Edmodo. This access eliminates the excuse I have often received that the student wasn’t sure way to do. Discussion questions can be posted on Edmodo for teachers and other group members to access before the meeting. This gives them the opportunity to prepare for the questions rather than going in cold without knowing what to consider. It also provides the chance for teachers to support the Discussion Director in framing the questions for quality discussion prior to meeting to help ensure there is opportunity for real thinking rather than the students getting hit with yes/no questions.

Alternatively to Edmodo, students could use the iPad’s VoiceThread App to set up the questions for discussion. This gives options for video or audio responses for those who prefer that kind of response. The Coveritlive app  is another opportunity for multimedia discussion opportunities. Both of these options allow for participation by students who may be absent on the day of the discussion meeting. Of course, absent children could also participate in the meeting via Skype on the iPad. All of these options are of course available through other devices but the simplicity of access to them via the iPad makes it more conducive for the discussion to flow successfully.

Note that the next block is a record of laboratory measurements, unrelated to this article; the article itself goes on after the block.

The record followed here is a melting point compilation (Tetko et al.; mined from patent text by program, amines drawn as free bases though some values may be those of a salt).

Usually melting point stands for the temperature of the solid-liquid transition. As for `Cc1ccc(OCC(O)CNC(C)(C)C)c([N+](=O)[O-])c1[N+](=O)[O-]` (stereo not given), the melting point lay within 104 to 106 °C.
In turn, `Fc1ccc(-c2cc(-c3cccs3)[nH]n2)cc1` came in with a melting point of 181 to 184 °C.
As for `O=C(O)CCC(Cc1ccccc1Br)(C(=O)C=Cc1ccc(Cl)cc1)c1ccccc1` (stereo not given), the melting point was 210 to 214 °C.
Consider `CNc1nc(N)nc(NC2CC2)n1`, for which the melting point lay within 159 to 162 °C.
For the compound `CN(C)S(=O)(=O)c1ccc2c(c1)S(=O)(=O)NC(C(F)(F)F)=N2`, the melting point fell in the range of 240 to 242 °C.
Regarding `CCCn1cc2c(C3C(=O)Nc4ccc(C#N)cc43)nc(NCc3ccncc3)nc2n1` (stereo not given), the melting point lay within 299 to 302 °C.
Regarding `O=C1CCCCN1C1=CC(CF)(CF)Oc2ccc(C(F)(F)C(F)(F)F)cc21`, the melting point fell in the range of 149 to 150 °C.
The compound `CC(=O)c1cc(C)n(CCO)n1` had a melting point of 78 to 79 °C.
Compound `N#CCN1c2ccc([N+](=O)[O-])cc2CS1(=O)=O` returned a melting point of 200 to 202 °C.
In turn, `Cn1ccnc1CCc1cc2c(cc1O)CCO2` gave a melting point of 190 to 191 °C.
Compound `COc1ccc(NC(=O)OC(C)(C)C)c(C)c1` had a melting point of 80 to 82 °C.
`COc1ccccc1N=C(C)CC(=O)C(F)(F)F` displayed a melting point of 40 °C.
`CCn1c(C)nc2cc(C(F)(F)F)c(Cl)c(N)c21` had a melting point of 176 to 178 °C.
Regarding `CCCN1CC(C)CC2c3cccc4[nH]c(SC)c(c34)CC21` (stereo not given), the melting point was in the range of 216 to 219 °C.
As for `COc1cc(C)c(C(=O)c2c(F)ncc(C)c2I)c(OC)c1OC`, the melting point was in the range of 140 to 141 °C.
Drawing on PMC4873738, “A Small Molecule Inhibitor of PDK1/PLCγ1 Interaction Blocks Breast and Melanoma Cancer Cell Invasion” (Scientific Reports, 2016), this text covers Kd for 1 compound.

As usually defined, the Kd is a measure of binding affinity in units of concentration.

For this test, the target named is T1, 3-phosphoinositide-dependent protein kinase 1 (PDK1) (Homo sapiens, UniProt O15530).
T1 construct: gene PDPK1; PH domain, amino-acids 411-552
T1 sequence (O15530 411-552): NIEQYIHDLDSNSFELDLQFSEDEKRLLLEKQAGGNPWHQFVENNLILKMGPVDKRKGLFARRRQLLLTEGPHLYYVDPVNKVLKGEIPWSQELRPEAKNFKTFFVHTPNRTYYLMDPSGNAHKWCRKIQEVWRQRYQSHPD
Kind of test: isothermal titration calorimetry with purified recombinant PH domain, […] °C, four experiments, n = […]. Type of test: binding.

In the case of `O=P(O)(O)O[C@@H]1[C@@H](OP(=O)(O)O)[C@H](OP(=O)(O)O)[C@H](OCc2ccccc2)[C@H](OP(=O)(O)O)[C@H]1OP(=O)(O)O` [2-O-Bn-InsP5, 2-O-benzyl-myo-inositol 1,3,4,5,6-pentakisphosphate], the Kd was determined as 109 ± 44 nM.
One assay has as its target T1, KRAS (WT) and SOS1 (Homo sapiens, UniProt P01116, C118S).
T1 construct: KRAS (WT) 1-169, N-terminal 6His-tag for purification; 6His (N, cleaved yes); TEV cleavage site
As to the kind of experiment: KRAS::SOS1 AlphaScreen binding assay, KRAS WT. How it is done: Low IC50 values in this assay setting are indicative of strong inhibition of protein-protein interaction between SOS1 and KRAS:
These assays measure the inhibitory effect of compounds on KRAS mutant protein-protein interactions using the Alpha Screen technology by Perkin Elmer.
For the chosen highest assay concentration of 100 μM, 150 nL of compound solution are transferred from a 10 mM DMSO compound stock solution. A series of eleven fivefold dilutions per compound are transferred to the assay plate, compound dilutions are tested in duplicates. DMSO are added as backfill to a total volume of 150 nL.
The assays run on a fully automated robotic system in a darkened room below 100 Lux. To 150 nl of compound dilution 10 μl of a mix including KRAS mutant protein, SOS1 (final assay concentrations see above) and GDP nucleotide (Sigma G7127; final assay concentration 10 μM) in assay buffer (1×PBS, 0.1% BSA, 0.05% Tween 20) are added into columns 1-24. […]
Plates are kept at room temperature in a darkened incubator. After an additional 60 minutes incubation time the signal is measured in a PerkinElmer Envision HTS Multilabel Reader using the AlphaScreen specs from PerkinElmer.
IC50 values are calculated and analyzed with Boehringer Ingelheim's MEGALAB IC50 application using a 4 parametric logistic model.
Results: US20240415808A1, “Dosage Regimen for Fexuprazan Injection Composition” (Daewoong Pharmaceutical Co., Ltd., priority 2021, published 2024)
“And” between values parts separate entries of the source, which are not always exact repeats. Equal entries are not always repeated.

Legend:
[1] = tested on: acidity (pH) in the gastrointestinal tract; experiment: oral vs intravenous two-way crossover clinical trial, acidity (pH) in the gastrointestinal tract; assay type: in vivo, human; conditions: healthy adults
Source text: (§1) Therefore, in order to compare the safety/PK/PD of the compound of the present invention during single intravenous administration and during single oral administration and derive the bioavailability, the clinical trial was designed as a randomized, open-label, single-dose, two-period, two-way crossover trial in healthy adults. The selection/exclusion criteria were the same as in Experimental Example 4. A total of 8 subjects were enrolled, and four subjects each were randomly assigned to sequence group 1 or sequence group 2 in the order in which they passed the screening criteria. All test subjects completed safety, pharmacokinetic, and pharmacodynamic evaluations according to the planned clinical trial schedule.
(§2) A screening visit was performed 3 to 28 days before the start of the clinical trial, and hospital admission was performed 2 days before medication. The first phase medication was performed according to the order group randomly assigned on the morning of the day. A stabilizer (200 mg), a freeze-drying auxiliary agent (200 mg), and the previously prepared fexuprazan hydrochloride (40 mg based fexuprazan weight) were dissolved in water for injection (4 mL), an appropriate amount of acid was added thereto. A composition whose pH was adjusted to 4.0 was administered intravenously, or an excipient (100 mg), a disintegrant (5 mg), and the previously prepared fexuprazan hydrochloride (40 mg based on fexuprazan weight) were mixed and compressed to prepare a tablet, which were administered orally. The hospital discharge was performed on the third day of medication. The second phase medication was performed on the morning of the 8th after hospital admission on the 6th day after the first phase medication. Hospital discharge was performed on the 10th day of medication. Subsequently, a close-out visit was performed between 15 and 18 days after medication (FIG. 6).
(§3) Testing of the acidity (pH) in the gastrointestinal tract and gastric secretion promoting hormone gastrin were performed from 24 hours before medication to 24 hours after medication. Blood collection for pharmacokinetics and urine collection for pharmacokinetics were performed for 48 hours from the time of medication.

Vocabulary Enricher (Word Wizard)
After highlighting the words or phrases in the text, the Vocab Enricher can use either the inbuilt dictionaries in the iBooks/Kindle text or any downloaded dictionary app on the iPad if he wants to copy/paste the information to present to the group. The student could take screenshots of the relevant highlighted pages and upload these to Edmodo for the others to see. This allows the students in the group to be prepared for the discussion by knowing which words will be referred to and will be able to highlight them in their own text beforehand. It means they can also read the words in the context on the page rather than just getting a list of words to think about. You would need to stress that they don’t rely on the dictionary as the purpose is to read in context first.

Cunning Connector